Frenzy (1972) was the great director Alfred Hitchcock’s penultimate movie. This serial killer thriller, starring Jon Finch and Barry Foster in lead roles, finds the British director returning to his homeland to create his best film since the 1960’s Psycho.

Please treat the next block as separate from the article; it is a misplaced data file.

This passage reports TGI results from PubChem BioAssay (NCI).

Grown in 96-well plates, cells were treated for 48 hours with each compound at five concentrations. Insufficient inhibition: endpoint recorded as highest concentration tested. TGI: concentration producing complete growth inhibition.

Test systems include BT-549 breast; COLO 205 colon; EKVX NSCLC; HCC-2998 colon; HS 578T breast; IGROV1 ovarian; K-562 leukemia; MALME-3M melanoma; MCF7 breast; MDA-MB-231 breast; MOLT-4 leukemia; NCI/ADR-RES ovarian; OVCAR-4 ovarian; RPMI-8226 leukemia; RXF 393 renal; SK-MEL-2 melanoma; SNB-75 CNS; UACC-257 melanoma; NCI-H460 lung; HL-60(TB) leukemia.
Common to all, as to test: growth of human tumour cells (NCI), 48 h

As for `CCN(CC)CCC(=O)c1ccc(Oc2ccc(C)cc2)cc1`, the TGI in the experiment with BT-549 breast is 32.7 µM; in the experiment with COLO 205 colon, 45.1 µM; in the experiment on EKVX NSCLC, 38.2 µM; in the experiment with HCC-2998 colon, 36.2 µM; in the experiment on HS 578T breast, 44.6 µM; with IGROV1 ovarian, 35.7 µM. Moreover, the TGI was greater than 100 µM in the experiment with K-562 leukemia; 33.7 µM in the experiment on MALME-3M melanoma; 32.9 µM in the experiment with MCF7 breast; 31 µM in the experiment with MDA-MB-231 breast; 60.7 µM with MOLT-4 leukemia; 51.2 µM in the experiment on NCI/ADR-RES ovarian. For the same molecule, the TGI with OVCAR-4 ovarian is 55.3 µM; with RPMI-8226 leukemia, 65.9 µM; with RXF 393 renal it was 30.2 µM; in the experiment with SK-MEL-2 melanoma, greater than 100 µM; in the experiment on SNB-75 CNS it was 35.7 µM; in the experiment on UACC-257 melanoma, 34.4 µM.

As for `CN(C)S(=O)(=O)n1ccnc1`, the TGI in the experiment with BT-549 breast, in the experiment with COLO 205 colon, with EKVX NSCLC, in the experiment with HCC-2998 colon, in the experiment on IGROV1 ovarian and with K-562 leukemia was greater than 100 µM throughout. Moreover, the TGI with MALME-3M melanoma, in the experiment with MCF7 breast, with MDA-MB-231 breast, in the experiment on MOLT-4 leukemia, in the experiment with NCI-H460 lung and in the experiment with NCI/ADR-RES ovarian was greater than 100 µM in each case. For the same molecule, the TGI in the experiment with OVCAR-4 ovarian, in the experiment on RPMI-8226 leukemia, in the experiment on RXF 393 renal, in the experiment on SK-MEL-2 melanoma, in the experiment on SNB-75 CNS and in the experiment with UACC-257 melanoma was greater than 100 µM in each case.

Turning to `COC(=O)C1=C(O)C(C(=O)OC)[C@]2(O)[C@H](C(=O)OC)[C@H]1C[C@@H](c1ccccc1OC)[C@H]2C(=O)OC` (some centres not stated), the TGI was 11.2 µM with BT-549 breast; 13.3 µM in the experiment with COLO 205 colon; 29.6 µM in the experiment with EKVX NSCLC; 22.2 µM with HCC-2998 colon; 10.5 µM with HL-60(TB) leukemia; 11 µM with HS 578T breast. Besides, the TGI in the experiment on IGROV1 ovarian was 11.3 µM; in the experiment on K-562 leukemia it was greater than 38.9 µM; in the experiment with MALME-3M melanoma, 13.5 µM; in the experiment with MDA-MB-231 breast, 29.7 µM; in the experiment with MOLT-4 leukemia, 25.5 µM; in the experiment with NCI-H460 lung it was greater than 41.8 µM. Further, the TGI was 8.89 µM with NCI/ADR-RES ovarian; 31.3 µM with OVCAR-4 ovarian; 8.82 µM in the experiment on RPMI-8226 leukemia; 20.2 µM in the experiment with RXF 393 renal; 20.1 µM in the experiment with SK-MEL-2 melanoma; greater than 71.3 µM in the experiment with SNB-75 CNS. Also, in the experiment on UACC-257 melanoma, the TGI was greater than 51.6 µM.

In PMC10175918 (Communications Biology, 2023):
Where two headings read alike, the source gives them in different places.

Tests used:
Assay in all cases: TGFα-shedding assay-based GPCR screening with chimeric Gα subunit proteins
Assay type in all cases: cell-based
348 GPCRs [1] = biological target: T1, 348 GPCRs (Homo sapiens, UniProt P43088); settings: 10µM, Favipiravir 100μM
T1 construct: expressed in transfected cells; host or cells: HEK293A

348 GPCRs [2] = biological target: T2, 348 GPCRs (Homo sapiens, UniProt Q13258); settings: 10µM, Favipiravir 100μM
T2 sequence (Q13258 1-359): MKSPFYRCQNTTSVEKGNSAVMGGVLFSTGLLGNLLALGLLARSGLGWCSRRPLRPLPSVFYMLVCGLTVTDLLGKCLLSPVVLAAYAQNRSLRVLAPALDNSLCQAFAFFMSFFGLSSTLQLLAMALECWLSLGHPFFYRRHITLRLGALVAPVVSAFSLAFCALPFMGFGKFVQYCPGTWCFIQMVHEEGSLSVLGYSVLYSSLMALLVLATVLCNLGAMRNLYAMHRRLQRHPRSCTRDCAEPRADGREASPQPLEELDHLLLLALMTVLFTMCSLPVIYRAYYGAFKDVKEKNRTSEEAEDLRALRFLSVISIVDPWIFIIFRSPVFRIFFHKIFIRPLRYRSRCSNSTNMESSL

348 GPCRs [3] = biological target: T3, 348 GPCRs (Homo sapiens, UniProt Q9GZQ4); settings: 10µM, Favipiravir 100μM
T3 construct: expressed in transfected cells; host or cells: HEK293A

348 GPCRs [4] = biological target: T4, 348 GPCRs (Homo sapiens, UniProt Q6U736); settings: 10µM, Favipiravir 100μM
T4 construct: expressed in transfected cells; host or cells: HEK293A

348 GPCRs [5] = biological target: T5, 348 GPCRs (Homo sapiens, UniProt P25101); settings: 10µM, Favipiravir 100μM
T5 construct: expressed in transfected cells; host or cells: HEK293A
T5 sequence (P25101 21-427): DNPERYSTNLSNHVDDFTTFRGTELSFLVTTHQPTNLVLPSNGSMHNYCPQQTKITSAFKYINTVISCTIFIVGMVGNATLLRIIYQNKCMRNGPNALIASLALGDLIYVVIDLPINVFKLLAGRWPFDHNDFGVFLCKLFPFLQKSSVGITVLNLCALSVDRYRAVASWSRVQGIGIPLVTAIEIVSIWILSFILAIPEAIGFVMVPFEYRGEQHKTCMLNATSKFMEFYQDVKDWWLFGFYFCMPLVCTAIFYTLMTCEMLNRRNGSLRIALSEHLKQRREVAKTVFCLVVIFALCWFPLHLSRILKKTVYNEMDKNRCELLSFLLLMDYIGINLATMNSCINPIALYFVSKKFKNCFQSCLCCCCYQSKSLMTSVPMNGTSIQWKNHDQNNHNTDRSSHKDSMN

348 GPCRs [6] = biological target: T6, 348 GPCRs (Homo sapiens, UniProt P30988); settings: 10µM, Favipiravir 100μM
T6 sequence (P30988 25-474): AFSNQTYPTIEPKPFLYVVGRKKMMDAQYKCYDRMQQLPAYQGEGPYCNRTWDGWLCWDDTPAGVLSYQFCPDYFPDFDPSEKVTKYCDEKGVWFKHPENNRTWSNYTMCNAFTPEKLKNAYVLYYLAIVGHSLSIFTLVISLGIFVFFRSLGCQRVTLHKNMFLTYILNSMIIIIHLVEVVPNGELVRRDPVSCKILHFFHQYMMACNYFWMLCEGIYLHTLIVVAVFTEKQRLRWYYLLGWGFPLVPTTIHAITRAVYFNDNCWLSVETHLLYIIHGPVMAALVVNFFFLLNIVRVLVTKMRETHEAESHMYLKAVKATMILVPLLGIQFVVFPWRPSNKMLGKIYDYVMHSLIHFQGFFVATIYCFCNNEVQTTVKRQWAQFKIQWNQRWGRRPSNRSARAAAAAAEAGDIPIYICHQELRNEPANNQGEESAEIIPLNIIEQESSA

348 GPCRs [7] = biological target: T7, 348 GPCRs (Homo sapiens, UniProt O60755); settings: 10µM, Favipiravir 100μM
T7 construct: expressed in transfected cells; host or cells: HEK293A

Film Director, Alfred Hitchcock, started making films in Cinema’s silent era, in the 1920s. After making films for more than a decade in his homeland Britain, Hitchcock was wooed by Hollywood Showman David O’ Selznick to America. The 1940 Oscar winning adaptation of Daphne du Maurier‘s “Rebecca” was Hitchcock’s first American film. Throughout the ’40s Hitchcock worked as Selznick’s contract player and made such memorable crime dramas as “Notorious,” “Spellbound” and “Shadow of Doubt.” After his contract with Selznick ended, Hitchcock went independent and started producing and directing his films himself. The ’50s was Hitchcock’s golden period, when he made one great film after the other- the period bookended by two of his most acclaimed films: “Strangers on a Train” and “North by Northwest.” In 1960, he made the low-budget slasher thriller “Psycho,” financing the picture himself after the major studios refuse to finance such a risqué film. The film, without any prominent stars and shot very quickly by employing a TV crew, became a sleeper hit; and, today, is perhaps the director’s best-known work. “Psycho” marked the zenith of Hitchcock’s career; post-Psycho his career started to wane. His two follow-up films to “Psycho,” – “The Birds” and “Marnie” – were pretty inventive and featured some of his best filmmaking, but they were critical and commercial disasters. After that he turned to making big international espionage thrillers, “Torn Curtain” and “Topaz,” but they were even more poorly received, despite the former featuring then hot stars, Paul Newman and Julie Andrews. Now, having lost much of the clout he had in his prime as a filmmaker, Hitchcock was forced to make a film on a low budget and devoid of stars. But Hitchcock took up this challenge head on; he used this an opportunity to return to Britain, and to his childhood stomping grounds of Covent Garden– he was the son of a Covent Garden merchant – and make a thriller film there; very cheaply and in the vein of his classic 1927 silent serial-killer thriller, “The Lodger,” that established Hitchcock as a prominent British filmmaker. Though the film titled “Frenzy” was an official adaptation of the 1966 novel “Goodbye Piccadilly, Farewell Leicester Square” by Arthur La Bern, it was also going to be a reworking of a film idea that Hitchcock had in the mid ’60s; Hitchcock had come very close to filming a very violent and sexually explicit psycho-thriller named “Kaleidoscope-Frenzy” that was to be filmed avant-garde style with no stars and on location; but the studio, fearing that the film will ruin Hitchcock’s reputation, had pulled the plug on that project.